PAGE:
MORE Southend pupils are striving for grammar school places after the Echo exposed the town’s children were being left behind.
Following years of flat-lining, the proportion of pupils from Southend primary schools taking the 11-plus has jumped 5 per cent this year.
The increase comes after the Echo revealed the town’s top performing grammar schools were filled with pupils from outside the borough.
New figures show 45.7 per cent of pupils took the entrance exam in September – the highest proportion in at least four years.
The rise also comes after Southend Council made more information available about secondary school options to parents.
James Courtenay, Southend councillor responsible for children and learning, said: “It’s certainly a plus point and the Echo articles will have helped, as will the direct contact between the council and parents.
"It’s only a good thing parents are asking teachers whether their children should go for the 11-plus and I’d expect parents, teachers and headteachers to work together to decide if it is the right thing.”
The number of pupils sitting the exam rose from 772 in September 2012 to 824 last September.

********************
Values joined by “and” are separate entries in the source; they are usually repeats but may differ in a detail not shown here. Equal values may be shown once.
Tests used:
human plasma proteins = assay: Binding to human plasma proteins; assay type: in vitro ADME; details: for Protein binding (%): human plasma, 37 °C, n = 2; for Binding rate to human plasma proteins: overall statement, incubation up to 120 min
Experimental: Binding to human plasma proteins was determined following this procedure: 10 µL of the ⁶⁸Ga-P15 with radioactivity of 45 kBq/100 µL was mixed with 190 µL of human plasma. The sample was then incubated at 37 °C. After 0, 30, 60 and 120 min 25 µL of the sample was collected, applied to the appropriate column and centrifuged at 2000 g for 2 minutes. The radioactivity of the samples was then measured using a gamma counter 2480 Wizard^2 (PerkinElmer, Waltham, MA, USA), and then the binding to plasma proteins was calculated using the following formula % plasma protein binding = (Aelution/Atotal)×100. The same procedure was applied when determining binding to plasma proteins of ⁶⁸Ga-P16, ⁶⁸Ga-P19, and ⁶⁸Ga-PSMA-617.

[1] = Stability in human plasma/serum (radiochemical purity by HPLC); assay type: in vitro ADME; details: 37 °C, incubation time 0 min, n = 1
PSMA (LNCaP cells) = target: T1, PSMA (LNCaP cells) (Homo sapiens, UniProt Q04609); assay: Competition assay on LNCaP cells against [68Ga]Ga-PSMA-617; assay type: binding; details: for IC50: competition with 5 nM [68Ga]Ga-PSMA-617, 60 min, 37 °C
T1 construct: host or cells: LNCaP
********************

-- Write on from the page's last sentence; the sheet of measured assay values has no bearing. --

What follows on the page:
The increase was most noticeable in schools that usually fail to put many pupils forward, with big rises at Friars Primary School and Hinguar Primary School, both in Shoebury, Edwards Hall Primary School, Eastwood, and Porters Grange Primary School, Southend.
Councillors launched a probe after the Echo revealed just one in ten Southend pupils pass the 11-plus and just 197 were offered places at the four grammar schools at the start of the academic year. A report is expected in the coming weeks.
Speaking in December, Lynn Morris, headteacher of Earls Hall Junior School, Westcliff, said: “We have had far more questions about the 11-plus from parents than ever before as a result of the coverage in the Echo.”
Education bosses wrote to all schools saying they expect all pupils predicted to achieve level five in English and maths in their SATs to be entered for the 11-plus and wrote to all parents of Year 5 pupils outlining the choices of secondary schools and key deadlines for entry.
The council’s head of learning, Jane Theadom, said: “It’s good to see an increase as a healthy indication that more parents and children might be considering a grammar school education.
“It’s also good to see the option of a grammar school education is becoming more common in schools where previously there has been less interest.”
The 11-plus results are expected in March.